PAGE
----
February 21st, 2024

N. Railway shelter plan axed

By COLLIN GALLANT on July 6, 2022.

A plan to open an overnight homeless shelter in the old Champion Centre space on N. Railway Street has been pulled off the table by would be operator, the Mustard Seed.--NEWS FILE PHOTO


A plan to convert a N. Railway storefront into an overnight homeless shelter has been rescinded, a move that could lead to no shelter services in the city next winter, city councillors heard Monday.

The meeting heard that a proposal before the municipal planning commission had been pulled back by the applicant, the Mustard Seed. It hoped to convert 451 N. Railway Street – the former Champions Centre location – to an overnight facility when the lease on the current building goes up for sale in the fall.

Now, said administrators, there is a move for the province to re-tender the contract to provide the service, but the immediate future is unclear.

“We’re aware this may leave the community without an overnight shelter facility come this fall,” said city community development director Leah Prestayko, speaking as the acting public services managing director on Monday.

“We’ve been advised the province intends to issue an RFP (request for proposals) for shelter services and operations this fall and that could result in a change of provider next April.

“We’ve been in communications and consultations with a number of the parties involved, including the Mustard Seed and Medicine Hat Community Housing, and have that channel of communication with the government itself.”

Councillors voted to direct administration to study the potential for a 24-hour shelter, which was the direction given last summer when the same location was a point of controversy toward permitting a daytime only shelter.

The News was told officials with the Mustard Seed are out of the office until later this month, but would comment upon their return.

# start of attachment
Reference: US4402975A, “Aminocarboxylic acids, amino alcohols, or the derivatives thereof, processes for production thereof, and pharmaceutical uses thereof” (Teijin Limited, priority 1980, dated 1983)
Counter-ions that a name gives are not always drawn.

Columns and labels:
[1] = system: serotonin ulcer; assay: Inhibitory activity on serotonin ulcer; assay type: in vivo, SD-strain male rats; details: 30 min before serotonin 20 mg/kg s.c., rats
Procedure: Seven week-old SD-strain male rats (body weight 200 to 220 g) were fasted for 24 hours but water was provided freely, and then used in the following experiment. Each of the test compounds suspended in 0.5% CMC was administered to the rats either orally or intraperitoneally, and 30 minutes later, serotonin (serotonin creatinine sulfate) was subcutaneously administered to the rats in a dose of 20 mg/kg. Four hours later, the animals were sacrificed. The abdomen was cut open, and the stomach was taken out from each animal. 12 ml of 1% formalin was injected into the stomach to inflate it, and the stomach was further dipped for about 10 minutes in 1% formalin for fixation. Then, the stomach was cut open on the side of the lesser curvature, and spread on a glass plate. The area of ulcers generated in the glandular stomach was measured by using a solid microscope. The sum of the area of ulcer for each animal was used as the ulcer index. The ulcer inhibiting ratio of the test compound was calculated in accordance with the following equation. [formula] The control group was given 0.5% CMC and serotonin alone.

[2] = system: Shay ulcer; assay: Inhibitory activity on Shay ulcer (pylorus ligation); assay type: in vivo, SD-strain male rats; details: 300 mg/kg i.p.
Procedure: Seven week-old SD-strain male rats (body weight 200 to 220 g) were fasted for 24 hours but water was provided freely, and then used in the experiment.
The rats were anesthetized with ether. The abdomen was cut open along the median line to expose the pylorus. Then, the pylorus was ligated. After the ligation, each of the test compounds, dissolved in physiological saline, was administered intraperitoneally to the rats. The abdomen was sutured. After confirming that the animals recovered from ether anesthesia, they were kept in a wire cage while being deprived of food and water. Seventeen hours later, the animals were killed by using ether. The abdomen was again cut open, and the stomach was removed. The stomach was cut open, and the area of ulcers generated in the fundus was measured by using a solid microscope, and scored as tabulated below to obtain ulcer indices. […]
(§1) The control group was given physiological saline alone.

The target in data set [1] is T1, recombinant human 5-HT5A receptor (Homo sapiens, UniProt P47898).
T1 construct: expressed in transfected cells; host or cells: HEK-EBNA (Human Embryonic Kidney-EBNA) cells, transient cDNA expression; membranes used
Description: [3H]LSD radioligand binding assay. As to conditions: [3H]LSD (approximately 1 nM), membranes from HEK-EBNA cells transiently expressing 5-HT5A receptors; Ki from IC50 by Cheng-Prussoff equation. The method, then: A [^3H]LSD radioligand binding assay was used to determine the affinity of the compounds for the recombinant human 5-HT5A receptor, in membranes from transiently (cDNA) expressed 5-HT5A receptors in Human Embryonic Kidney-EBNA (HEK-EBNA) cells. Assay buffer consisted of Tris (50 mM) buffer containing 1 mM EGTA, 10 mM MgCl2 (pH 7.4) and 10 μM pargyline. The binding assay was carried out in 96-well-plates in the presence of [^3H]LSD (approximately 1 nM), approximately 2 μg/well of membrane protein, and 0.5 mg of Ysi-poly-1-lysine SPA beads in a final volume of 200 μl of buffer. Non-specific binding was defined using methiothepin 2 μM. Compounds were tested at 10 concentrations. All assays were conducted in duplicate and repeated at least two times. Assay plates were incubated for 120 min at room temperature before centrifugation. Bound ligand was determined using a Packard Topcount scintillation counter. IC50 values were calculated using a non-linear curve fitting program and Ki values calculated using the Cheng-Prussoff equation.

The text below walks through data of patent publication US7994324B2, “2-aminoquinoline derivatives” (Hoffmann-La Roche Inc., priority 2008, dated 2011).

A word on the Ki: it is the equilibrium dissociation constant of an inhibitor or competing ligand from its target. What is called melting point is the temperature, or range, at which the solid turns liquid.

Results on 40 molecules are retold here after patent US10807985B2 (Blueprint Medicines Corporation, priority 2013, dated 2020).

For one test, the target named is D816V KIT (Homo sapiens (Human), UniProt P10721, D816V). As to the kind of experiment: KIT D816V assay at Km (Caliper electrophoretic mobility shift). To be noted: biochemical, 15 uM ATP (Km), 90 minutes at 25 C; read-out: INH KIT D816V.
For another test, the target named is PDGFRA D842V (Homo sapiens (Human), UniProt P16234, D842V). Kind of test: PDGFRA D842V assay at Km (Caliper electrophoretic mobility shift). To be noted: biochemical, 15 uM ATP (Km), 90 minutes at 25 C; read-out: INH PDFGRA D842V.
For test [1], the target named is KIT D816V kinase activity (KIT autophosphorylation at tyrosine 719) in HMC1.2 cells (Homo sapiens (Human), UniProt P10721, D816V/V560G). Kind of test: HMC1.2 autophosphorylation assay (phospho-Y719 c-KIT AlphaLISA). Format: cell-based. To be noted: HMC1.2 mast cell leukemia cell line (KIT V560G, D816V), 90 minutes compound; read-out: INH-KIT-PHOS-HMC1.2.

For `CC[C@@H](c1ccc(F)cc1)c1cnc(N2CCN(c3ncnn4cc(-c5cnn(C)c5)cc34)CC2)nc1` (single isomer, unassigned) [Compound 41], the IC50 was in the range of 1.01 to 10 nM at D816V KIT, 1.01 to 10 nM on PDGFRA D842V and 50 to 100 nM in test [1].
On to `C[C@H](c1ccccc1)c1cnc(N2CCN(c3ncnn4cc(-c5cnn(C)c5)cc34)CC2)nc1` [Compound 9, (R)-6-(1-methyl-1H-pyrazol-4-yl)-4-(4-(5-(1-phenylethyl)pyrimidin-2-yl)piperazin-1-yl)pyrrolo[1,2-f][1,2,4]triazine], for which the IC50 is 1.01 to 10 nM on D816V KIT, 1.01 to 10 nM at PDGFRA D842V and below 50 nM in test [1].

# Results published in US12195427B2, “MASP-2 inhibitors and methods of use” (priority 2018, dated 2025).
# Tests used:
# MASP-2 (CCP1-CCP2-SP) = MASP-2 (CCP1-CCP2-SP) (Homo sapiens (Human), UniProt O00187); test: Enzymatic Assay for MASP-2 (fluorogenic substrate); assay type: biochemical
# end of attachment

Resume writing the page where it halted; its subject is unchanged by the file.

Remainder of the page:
Prestayko said Medicine Hat is the largest centre in Alberta without a 24-hour, seven day per week shelter in the community funded by the province, but the government has no desire to own property or operate the service itself.

“The city is neither the operator or the funder, but we appreciate that council may have some desire to support or enable community service providers to provide shelter services,” said Prestayko.

“This may involved being a facilitator toward solutions and consultation, and the city may or may not be involved in the longer term.”

Two weeks ago the municipal planning commission heard the Mustard Seed took over overnight shelter operation from the Salvation Army’s Centre of Hope in April, but continued to operate in the same location.

They were informed the building would be marketed for sale in September. To accommodate a new location, the Mustard Seed applied for a development permit to alter the upstairs of the N. Railway building to set up space and washrooms for about 25 shelter users expected in cold winter months. About 14 users were typical, and they wold be allowed at the shelter from about 7 p.m. until 7 a.m., then move to the Mustard Seed’s community service hub on Allowance Avenue during the day. Commission members questioned the security plan, and business owners on the commercial strip voiced objection stating concern about loitering and litter.

The application was tabled until the June 13 meeting of the municipal planning commission after it directed the Mustard Seed to open dialogue with neighbouring businesses.

Last year the location of a daytime shelter was bandied about after an emergency pandemic-related space was set up on Third Street downtown until business owners there appealed.

It was temporarily set up in the Medicine Hat Curling Club, then moved to N. Railway after the operator, McMan Youth and Family Services, presented an operating plan for the shelter which only had a few months of funding remaining.

Eventually it was closed ahead of schedule based on decreasing need.

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